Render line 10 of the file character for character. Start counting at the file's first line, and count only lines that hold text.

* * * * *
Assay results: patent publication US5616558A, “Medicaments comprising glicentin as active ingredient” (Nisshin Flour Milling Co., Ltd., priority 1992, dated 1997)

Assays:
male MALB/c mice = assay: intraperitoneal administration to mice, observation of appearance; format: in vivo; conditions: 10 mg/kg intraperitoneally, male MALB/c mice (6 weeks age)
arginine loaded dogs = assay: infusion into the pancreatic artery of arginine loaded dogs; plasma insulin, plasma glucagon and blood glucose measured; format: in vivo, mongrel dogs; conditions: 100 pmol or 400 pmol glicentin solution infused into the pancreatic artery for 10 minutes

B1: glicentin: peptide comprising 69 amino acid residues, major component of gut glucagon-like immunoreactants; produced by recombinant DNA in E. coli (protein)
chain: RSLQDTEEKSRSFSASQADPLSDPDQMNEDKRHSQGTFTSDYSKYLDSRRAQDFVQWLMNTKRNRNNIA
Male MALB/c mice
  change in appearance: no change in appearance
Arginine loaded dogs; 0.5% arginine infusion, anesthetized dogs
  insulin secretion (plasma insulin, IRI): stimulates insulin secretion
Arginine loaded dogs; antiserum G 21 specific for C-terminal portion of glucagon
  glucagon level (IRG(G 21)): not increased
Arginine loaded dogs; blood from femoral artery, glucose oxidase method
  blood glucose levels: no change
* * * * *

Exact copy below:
  insulin secretion (plasma insulin, IRI): stimulates insulin secretion